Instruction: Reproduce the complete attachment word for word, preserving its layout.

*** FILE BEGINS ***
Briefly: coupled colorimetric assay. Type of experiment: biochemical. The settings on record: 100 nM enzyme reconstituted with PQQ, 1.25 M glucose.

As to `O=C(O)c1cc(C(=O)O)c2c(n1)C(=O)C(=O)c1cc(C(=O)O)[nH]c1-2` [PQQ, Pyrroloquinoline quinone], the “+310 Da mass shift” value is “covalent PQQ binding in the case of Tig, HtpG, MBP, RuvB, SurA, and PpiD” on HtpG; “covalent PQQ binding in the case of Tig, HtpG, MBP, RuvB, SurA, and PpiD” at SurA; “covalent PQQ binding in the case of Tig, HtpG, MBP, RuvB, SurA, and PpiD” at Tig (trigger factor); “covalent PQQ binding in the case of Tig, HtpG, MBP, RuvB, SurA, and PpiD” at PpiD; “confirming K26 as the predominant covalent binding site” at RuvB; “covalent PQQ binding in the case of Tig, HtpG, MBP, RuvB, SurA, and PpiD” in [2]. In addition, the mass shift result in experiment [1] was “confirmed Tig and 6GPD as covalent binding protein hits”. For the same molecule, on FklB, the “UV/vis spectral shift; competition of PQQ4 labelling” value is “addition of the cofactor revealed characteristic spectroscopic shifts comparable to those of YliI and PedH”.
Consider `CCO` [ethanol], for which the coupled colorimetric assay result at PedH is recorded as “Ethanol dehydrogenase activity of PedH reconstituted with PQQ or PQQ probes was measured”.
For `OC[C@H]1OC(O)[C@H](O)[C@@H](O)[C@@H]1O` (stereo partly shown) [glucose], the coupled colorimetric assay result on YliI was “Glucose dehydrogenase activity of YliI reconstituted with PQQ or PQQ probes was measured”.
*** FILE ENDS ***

Briefly: coupled colorimetric assay. Type of experiment: biochemical. The settings on record: 100 nM enzyme reconstituted with PQQ, 1.25 M glucose.

As to `O=C(O)c1cc(C(=O)O)c2c(n1)C(=O)C(=O)c1cc(C(=O)O)[nH]c1-2` [PQQ, Pyrroloquinoline quinone], the “+310 Da mass shift” value is “covalent PQQ binding in the case of Tig, HtpG, MBP, RuvB, SurA, and PpiD” on HtpG; “covalent PQQ binding in the case of Tig, HtpG, MBP, RuvB, SurA, and PpiD” at SurA; “covalent PQQ binding in the case of Tig, HtpG, MBP, RuvB, SurA, and PpiD” at Tig (trigger factor); “covalent PQQ binding in the case of Tig, HtpG, MBP, RuvB, SurA, and PpiD” at PpiD; “confirming K26 as the predominant covalent binding site” at RuvB; “covalent PQQ binding in the case of Tig, HtpG, MBP, RuvB, SurA, and PpiD” in [2]. In addition, the mass shift result in experiment [1] was “confirmed Tig and 6GPD as covalent binding protein hits”. For the same molecule, on FklB, the “UV/vis spectral shift; competition of PQQ4 labelling” value is “addition of the cofactor revealed characteristic spectroscopic shifts comparable to those of YliI and PedH”.
Consider `CCO` [ethanol], for which the coupled colorimetric assay result at PedH is recorded as “Ethanol dehydrogenase activity of PedH reconstituted with PQQ or PQQ probes was measured”.
For `OC[C@H]1OC(O)[C@H](O)[C@@H](O)[C@@H]1O` (stereo partly shown) [glucose], the coupled colorimetric assay result on YliI was “Glucose dehydrogenase activity of YliI reconstituted with PQQ or PQQ probes was measured”.